Reasons for and objectives of the proposal - Most people living in the EU enjoy very good access to high quality drinking water, especially compared to some other regions in the world. This is the result of a long tradition of drinking water management in many European Member States, but is also in large measure thanks to European environmental legislation and EU funding. Since the 1980s, the EU has applied rules that require stringent water safety checks. This means that urban waste water is collected and treated, industrial emissions are safely managed, the use of chemicals is approved under strict conditions and a holistic approach is taken to managing water bodies across borders. While in some cases high initial investments or competing priorities meant these rules could not be put into practice within agreed timelines, water management has continued to improve, and the Commission and the Member States are now making a joint, concerted effort to fully implement the rules as soon as possible.
There is one piece of legislation, Council Directive 98/83/EC on the quality of water intended for human consumption, that needs to be singled out since it is designed specifically to protect people from the adverse effects of drinking contaminated water by ensuring that it is wholesome and clean. In general, the Directive has been relatively well implemented by Member States, but its approach to monitoring quality at the point of consumption uses parameters determined over 20 years ago. This calls for an examination of whether the Directive deals effectively with existing and emerging pressures and ensures that people living in and visiting European Union countries can continue to enjoy high-quality drinking water for decades to come.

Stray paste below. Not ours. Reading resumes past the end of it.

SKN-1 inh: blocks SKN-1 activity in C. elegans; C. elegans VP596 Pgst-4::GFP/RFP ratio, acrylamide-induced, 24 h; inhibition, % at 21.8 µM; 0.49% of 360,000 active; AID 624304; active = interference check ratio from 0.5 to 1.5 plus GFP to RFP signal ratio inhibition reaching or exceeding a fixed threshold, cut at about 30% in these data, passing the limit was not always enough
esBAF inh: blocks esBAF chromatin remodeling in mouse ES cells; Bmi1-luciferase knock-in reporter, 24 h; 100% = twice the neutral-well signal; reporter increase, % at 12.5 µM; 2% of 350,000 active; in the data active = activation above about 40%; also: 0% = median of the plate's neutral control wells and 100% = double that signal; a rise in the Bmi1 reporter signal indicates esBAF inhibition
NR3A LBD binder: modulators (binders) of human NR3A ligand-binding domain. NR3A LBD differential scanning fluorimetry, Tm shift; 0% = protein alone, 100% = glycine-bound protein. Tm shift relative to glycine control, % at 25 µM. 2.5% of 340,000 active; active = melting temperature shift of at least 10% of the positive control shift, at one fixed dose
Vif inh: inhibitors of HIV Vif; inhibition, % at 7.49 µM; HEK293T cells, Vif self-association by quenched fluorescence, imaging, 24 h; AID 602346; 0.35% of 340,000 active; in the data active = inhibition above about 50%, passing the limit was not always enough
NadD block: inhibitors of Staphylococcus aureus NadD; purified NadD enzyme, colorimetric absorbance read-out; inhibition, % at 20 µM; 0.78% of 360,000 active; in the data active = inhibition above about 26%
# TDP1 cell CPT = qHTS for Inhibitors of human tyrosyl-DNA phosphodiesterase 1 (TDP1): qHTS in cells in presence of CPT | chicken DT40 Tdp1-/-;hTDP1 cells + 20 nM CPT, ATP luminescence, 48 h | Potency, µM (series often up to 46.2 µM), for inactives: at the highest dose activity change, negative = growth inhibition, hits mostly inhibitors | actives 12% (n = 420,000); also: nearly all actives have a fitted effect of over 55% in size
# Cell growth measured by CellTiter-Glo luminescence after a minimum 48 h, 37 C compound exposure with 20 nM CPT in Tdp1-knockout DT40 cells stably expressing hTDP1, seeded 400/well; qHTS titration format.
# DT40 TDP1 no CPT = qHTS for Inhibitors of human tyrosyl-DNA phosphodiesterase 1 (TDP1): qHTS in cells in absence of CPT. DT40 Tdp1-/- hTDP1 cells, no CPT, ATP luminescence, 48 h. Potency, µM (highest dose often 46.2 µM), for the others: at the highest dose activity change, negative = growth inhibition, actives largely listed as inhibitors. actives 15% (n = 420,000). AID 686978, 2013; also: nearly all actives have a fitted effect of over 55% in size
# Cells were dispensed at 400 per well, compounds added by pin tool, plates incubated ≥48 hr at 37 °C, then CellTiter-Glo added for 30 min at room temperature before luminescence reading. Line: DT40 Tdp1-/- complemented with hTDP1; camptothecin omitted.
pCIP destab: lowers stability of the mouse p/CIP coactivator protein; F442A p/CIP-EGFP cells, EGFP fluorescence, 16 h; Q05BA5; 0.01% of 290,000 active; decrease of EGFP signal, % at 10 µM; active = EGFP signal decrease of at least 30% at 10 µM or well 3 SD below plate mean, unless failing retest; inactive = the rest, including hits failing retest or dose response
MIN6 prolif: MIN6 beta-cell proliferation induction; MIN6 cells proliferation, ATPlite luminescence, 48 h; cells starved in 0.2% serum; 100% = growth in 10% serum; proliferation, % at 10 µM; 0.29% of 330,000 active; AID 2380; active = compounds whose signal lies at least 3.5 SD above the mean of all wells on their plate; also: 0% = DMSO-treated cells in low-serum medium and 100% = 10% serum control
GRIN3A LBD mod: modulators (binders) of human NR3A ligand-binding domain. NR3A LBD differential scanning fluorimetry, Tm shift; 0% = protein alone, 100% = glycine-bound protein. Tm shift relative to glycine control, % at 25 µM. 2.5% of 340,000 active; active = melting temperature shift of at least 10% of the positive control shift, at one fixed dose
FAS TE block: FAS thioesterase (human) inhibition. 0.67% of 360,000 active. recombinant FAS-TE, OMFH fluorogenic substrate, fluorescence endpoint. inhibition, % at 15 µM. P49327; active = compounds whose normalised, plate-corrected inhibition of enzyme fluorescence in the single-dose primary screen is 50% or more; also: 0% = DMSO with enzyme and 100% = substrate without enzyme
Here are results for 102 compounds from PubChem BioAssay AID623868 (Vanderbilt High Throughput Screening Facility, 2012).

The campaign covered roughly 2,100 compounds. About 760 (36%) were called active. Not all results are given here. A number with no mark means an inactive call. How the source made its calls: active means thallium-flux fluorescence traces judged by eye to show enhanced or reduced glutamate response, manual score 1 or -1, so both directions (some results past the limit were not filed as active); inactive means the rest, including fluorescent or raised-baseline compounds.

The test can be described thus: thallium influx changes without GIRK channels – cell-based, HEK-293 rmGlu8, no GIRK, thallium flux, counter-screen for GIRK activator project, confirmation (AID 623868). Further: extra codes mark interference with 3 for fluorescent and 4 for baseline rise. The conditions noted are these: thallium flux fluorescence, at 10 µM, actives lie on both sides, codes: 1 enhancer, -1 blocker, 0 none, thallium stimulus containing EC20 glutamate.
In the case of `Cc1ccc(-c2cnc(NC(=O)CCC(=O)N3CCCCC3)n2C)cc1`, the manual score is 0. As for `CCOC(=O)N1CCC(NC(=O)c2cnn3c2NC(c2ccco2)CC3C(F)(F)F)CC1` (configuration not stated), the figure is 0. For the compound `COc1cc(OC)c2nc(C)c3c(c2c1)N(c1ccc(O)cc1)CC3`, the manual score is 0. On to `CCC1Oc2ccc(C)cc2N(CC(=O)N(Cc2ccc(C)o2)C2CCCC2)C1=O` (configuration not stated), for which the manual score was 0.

Drinking water is clearly high in the minds of many Europeans. Drinking water was the focus of the first ever European citizens’ initiative ‘Right2Water’, which collected over 1.8 million signatures and to which the Commission responded positively. The initiative was submitted to the Commission in December 2013, and urged in particular that ‘EU institutions and Member States be obliged to ensure that all inhabitants enjoy the right to water and sanitation’ and that ‘the EU increase its efforts to achieve universal access to water and sanitation’. In its response, the Commission invited Member States to do everything they can to ensure everyone has access to a minimum water supply. This is fully in line with the Agenda 2030, in particular Sustainable Development Goal 6 and the associated target to ‘achieve universal and equitable access to safe and affordable drinking water for all’, which were adopted in 2015. The Commission also committed to reviewing the Directive, which was included as a result in the Commission’s Regulatory Fitness and Performance Programme (REFIT). The proposal therefore directly follows up on the European citizens' initiative 'Right2Water'.
The revision is also part of the plan to transition to a circular economy. The revised proposal will help Member States manage drinking water in a resource-efficient and sustainable manner, thereby helping to reduce energy use and unnecessary water loss. It will also help reduce the number of plastic bottles we use by improving people’s confidence in tap water.
The Commission started this process by first evaluating the Directive, in line with Better Regulation principles. The results of the evaluation were published on 1 December 2016 and helped identify the Directive’s strengths and weaknesses. They confirmed that the Directive is the relevant tool to ensure the high quality of the water consumed in the EU, because its basic purpose is to enforce drinking water monitoring and ensure that Member States restore required water quality levels in case of issues.
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